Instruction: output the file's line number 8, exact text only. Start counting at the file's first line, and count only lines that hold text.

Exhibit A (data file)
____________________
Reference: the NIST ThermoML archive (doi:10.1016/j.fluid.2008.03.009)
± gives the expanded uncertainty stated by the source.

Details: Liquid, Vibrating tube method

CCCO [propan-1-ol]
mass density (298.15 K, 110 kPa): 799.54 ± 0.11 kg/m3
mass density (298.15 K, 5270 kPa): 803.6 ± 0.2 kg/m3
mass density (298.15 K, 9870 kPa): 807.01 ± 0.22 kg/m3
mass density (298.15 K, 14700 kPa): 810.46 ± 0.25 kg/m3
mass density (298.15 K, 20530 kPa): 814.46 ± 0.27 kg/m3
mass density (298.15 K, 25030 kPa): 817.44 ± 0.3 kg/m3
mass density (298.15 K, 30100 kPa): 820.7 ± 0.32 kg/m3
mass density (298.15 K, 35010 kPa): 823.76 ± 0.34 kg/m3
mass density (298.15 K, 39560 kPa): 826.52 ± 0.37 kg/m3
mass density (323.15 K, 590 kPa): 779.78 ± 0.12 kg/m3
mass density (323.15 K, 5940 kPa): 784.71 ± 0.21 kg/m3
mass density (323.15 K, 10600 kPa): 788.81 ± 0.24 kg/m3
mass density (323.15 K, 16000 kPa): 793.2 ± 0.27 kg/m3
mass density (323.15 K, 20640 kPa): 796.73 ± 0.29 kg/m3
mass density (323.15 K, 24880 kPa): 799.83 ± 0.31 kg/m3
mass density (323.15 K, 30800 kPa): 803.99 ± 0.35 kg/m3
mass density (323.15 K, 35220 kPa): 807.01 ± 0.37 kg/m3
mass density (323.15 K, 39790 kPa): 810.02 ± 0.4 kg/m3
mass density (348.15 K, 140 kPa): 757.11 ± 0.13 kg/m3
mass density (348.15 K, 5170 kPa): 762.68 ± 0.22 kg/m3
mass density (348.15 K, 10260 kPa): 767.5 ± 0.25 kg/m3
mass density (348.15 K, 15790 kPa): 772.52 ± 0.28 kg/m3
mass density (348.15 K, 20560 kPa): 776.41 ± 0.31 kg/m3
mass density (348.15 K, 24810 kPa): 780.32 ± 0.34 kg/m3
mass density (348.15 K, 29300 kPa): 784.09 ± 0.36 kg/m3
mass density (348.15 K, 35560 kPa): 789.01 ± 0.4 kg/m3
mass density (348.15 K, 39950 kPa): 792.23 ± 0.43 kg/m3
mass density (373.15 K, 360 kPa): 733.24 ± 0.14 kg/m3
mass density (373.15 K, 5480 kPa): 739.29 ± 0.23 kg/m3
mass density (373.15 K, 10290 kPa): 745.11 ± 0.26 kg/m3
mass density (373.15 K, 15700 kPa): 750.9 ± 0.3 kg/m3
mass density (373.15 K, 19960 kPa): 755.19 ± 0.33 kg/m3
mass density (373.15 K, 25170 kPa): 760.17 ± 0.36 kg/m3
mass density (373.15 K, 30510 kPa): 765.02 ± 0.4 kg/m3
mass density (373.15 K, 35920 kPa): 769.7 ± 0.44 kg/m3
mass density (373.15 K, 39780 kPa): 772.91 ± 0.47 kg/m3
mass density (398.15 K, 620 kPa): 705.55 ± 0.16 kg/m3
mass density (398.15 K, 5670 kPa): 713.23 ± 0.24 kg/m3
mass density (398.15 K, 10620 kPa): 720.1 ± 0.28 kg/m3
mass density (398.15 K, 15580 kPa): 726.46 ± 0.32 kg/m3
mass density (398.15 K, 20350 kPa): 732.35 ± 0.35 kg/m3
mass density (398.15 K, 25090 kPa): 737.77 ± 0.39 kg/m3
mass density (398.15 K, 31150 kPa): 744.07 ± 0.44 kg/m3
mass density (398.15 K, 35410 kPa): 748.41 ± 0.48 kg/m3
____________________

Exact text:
mass density (298.15 K, 14700 kPa): 810.46 ± 0.25 kg/m3